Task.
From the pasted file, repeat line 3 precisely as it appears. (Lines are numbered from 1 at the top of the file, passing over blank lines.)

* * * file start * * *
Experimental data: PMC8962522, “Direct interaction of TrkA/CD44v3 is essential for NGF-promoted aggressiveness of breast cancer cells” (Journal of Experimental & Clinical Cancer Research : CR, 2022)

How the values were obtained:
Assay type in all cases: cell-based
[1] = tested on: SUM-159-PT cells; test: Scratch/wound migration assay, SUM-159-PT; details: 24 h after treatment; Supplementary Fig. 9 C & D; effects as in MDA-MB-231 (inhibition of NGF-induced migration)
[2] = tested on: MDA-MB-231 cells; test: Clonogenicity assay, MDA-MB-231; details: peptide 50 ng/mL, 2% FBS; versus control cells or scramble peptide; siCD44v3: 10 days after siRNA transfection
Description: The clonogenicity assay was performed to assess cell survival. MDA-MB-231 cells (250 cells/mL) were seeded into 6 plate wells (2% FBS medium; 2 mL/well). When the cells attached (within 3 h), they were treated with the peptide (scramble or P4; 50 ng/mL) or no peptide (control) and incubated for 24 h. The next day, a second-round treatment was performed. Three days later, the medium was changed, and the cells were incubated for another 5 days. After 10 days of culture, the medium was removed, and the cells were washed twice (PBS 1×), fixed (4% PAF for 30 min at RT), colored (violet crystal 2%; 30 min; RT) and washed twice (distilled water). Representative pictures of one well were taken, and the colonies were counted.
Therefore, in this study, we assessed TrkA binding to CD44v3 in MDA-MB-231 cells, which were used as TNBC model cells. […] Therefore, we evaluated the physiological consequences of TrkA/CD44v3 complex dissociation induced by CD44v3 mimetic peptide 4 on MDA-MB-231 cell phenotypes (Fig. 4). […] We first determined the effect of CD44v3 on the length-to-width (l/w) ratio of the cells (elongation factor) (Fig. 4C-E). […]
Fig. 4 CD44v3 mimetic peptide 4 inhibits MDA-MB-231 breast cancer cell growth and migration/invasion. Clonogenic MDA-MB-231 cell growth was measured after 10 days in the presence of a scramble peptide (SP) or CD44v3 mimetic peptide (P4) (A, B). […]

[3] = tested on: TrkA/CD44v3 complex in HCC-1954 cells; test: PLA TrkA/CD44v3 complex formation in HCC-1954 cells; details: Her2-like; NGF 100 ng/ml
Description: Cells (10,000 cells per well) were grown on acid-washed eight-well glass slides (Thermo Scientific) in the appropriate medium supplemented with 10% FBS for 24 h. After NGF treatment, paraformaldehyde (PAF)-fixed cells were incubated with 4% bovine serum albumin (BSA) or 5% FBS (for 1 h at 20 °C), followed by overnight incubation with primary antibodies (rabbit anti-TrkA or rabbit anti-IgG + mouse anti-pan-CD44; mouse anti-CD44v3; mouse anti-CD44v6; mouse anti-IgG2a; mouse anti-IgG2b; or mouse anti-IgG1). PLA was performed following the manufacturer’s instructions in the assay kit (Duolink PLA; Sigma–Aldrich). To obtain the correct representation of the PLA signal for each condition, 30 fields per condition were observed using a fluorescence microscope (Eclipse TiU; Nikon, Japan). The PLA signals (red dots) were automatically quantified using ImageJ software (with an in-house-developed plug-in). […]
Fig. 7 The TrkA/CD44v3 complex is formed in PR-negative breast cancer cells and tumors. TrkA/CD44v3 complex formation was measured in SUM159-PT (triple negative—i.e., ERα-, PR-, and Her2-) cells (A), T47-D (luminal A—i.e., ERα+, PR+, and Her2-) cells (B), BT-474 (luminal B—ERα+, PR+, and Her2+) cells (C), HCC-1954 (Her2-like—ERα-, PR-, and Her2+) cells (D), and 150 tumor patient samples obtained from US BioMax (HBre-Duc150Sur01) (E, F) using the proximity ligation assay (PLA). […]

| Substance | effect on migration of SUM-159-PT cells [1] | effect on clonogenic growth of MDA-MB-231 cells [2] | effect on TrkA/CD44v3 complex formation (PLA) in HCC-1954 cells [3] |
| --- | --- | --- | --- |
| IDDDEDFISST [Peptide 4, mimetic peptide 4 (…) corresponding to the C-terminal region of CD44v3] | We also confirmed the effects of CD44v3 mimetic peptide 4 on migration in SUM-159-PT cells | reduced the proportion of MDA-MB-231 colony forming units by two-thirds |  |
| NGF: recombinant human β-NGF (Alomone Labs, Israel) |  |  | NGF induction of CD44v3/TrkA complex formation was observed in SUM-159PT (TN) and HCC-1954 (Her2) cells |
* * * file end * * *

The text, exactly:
Assay type in all cases: cell-based